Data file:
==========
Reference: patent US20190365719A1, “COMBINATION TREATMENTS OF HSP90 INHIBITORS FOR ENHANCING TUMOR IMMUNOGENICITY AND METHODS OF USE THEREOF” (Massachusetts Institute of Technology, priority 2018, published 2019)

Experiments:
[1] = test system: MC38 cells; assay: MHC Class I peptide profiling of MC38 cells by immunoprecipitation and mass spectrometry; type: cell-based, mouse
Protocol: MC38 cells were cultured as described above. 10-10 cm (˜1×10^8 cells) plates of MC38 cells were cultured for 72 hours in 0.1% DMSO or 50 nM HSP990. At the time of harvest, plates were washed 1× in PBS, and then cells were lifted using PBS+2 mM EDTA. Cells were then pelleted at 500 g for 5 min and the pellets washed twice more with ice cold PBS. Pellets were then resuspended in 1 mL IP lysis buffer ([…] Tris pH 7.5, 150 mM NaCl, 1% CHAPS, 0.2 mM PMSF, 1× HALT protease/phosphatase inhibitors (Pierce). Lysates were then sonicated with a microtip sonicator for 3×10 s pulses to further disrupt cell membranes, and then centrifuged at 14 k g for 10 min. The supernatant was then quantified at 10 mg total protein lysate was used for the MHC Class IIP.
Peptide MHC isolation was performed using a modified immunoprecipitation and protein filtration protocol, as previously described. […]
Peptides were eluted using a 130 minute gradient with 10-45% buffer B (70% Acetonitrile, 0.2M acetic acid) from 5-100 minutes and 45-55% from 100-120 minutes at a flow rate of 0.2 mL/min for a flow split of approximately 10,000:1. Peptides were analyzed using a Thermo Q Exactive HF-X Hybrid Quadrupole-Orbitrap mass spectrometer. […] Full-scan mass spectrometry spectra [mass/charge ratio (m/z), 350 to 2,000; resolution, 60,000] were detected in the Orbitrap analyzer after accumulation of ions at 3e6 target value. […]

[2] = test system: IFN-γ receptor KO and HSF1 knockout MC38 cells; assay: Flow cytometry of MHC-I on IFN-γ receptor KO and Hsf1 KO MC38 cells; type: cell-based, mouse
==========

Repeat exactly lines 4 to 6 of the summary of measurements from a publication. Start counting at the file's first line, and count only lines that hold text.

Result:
Protocol: MC38 cells were cultured as described above. 10-10 cm (˜1×10^8 cells) plates of MC38 cells were cultured for 72 hours in 0.1% DMSO or 50 nM HSP990. At the time of harvest, plates were washed 1× in PBS, and then cells were lifted using PBS+2 mM EDTA. Cells were then pelleted at 500 g for 5 min and the pellets washed twice more with ice cold PBS. Pellets were then resuspended in 1 mL IP lysis buffer ([…] Tris pH 7.5, 150 mM NaCl, 1% CHAPS, 0.2 mM PMSF, 1× HALT protease/phosphatase inhibitors (Pierce). Lysates were then sonicated with a microtip sonicator for 3×10 s pulses to further disrupt cell membranes, and then centrifuged at 14 k g for 10 min. The supernatant was then quantified at 10 mg total protein lysate was used for the MHC Class IIP.
Peptide MHC isolation was performed using a modified immunoprecipitation and protein filtration protocol, as previously described. […]
Peptides were eluted using a 130 minute gradient with 10-45% buffer B (70% Acetonitrile, 0.2M acetic acid) from 5-100 minutes and 45-55% from 100-120 minutes at a flow rate of 0.2 mL/min for a flow split of approximately 10,000:1. Peptides were analyzed using a Thermo Q Exactive HF-X Hybrid Quadrupole-Orbitrap mass spectrometer. […] Full-scan mass spectrometry spectra [mass/charge ratio (m/z), 350 to 2,000; resolution, 60,000] were detected in the Orbitrap analyzer after accumulation of ions at 3e6 target value. […]